Few artists hold such significance that they halt the public’s conscious when their album drops. The type of distinction that demands all other musical interests momentarily yield. An importance that could lead to alienation if you don’t immediately listen to this shit. The category’s population can probably be counted on one hand. Radiohead comes to mind, but you and I both know people that insist on hating them (Fuck those people, by the way). Perhaps Kanye, but hip hop is so segmented that no one rapper can dominate the landscape. Maybe there’s only one left.
Is there anybody on the planet that doesn’t like Justin Timberlake’s music at this point? I can picture a number of people that would insist on apathy, but there’s no escaping it. Remember “Hey Ya”? Of course you do, what a dumb question. The thing about “Hey Ya” was that anybody who said they didn’t like “Hey Ya”, was full of shit. The 20/20 Experience is kinda like that.
Which caught me by surprise when I saw the length of this thing. I like my full lengths 50 minutes or shorter, so dropping an album that clocks in just over 70 minutes is like asking for a really inconvenient favor. In my opinion, this could have been 20 minutes less and just as great. That’s not my only knock on it either. I could talk about how his genre catering (particularly hip hop) seems derivative and forced. I could even mention how I’m tired of his beat boxing. Seriously If I had a friend that beat boxed this much, I’d ask him to knock it off.
But Godamn, this album is good.
Perhaps we’ve become so familiar with JT, particularly in his acting roles, that when he’s singing to us it conjures immediate images. This album is full of imagery, and it’s sense of adventure never wanes. We get to witness “JT and the Tennessee Kids” command a wooden stage at some dive on “That Girl. “Let the Groove Get In” feels like a rooftop party from one of those Corona (Or Heineken) commercials. The back half of “Strawberry Bubblegum” feels like he’s luring the listener into his living room with pure unadulterated charm. And then there’s “Spaceship Coupe”. I’ll say this about the track — you can certainly break the possible monotony of Barry White-esque romance soul when you whip in a little sci-fi. The song is lovable, if not a bit laughable with lyrics like “Tryin to find the alien in you/if it’s coo(l)” and an extra juicy guitar solo pulled off an early Prince album. There’s literally robot moans near the end. JT is funny, but we already knew that.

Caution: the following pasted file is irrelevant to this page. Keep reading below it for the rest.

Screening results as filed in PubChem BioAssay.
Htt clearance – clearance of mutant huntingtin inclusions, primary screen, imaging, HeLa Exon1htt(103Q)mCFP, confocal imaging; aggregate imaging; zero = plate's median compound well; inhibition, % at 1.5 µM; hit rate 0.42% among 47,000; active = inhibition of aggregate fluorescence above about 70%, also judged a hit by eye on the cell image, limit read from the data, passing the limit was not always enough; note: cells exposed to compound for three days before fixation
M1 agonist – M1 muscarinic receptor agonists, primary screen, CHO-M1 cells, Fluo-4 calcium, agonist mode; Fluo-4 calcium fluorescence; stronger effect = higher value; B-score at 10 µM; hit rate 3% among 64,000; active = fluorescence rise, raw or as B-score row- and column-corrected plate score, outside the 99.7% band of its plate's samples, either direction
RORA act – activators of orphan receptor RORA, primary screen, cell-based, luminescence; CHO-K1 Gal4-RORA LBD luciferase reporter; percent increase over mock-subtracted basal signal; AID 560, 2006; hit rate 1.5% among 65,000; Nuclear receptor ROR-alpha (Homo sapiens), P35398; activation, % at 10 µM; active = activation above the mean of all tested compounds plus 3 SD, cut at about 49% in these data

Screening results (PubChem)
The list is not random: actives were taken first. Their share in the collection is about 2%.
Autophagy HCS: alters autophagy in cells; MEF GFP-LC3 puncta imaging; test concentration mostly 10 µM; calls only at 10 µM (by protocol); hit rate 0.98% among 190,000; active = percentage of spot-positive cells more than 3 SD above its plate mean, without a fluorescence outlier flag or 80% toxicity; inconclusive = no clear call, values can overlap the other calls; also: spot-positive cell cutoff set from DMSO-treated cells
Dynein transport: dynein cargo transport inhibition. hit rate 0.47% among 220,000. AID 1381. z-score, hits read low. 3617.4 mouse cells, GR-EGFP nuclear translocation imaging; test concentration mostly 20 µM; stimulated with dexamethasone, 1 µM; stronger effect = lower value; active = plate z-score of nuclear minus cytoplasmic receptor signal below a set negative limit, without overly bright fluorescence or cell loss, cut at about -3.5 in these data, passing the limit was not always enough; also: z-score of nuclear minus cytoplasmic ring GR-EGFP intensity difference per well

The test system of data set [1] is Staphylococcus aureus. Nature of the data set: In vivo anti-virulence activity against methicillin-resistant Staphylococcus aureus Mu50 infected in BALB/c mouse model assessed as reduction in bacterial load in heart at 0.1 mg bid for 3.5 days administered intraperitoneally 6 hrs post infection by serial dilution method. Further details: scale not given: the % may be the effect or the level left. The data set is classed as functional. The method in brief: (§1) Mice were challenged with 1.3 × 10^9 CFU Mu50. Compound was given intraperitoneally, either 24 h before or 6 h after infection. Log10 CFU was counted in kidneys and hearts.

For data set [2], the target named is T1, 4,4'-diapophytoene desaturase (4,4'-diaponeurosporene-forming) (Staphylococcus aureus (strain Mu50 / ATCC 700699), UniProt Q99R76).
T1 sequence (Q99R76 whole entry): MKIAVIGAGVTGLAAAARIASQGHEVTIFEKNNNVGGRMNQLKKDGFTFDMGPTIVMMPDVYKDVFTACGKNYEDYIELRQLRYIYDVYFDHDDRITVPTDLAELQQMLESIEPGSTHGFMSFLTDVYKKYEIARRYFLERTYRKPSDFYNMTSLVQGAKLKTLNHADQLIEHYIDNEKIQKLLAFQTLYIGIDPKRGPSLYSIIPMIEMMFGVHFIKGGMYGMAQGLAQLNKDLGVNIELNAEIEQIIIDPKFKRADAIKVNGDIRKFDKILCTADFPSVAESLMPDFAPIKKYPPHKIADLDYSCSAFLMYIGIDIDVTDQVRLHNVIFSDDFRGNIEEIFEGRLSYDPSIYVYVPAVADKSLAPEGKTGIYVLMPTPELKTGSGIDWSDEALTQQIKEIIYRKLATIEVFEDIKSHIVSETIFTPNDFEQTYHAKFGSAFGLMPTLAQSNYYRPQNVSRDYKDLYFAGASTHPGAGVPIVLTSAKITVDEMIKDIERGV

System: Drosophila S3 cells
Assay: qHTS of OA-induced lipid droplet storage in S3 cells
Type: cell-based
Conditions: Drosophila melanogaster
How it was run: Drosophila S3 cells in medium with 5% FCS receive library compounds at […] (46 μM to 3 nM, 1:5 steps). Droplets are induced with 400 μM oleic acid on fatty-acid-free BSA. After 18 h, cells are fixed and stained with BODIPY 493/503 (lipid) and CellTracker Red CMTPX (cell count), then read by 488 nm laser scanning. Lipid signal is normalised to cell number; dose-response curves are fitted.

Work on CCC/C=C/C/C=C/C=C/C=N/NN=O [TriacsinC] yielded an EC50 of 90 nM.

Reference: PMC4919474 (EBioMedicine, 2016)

The vocals are obviously perfect on this album, but Timbaland has really outdone himself on 20/20. Standouts “Dont Hold The Wall” and “Tunnel Vision” add depth to a body of work that’s incredibly distinctive and consistent. This stuff isn’t so far removed from old Aaliyah tracks, and it’s never going to get old. They’re incredibly busy, building layers of creative percussion, from vocal samples, to breathing, to crickets. Of course he always leaves enough room for his own voice to creep in the background like some kind of demonic hype man. Timbaland has mastered the production table, and it’s clear his work is approaching timeless.
As if that wern’t enough, he’s a match made in heaven with Timberlake, who rides his beats with a percussive diction that’s capable of keeping even the longest of tracks consistently satisfying. “Mirrors” and “Blue Ocean Floor” are my two favorite songs on the album, and provide an incredibly emotional sendoff. The former provides the albums’ nearly overwhelming peak while the latter comes off as intensely personal, with a track that sounds something not so far removed from Sigur Ros’ (). He finishes with a true step forward, a glowingly bold move for somebody who spent the last 6 years dancing in place.